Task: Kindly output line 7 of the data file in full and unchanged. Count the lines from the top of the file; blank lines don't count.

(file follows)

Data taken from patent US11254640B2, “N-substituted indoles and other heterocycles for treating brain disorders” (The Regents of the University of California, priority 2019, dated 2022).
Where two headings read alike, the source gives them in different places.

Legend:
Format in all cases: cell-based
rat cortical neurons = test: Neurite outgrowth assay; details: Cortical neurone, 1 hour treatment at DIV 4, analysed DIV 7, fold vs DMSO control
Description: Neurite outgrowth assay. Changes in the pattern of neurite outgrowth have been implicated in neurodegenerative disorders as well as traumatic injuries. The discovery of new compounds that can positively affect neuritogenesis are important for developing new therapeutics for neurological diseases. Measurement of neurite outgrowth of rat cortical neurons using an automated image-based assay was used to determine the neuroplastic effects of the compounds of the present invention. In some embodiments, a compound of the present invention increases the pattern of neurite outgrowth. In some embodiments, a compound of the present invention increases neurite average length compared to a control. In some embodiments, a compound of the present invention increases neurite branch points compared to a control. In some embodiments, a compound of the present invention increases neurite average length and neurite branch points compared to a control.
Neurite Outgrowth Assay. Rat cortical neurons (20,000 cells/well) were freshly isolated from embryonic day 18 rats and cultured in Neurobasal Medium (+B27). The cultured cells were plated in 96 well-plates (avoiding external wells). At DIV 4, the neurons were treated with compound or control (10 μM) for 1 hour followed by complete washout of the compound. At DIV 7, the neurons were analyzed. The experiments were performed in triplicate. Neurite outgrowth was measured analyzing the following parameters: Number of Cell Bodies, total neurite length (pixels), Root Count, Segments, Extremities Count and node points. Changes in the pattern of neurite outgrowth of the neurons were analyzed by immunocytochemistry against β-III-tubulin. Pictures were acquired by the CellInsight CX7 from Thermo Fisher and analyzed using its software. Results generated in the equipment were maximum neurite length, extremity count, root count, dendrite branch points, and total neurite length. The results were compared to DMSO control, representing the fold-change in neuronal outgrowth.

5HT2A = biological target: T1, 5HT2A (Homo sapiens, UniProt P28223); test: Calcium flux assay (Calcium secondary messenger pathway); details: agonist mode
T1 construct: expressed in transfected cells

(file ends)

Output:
Neurite Outgrowth Assay. Rat cortical neurons (20,000 cells/well) were freshly isolated from embryonic day 18 rats and cultured in Neurobasal Medium (+B27). The cultured cells were plated in 96 well-plates (avoiding external wells). At DIV 4, the neurons were treated with compound or control (10 μM) for 1 hour followed by complete washout of the compound. At DIV 7, the neurons were analyzed. The experiments were performed in triplicate. Neurite outgrowth was measured analyzing the following parameters: Number of Cell Bodies, total neurite length (pixels), Root Count, Segments, Extremities Count and node points. Changes in the pattern of neurite outgrowth of the neurons were analyzed by immunocytochemistry against β-III-tubulin. Pictures were acquired by the CellInsight CX7 from Thermo Fisher and analyzed using its software. Results generated in the equipment were maximum neurite length, extremity count, root count, dendrite branch points, and total neurite length. The results were compared to DMSO control, representing the fold-change in neuronal outgrowth.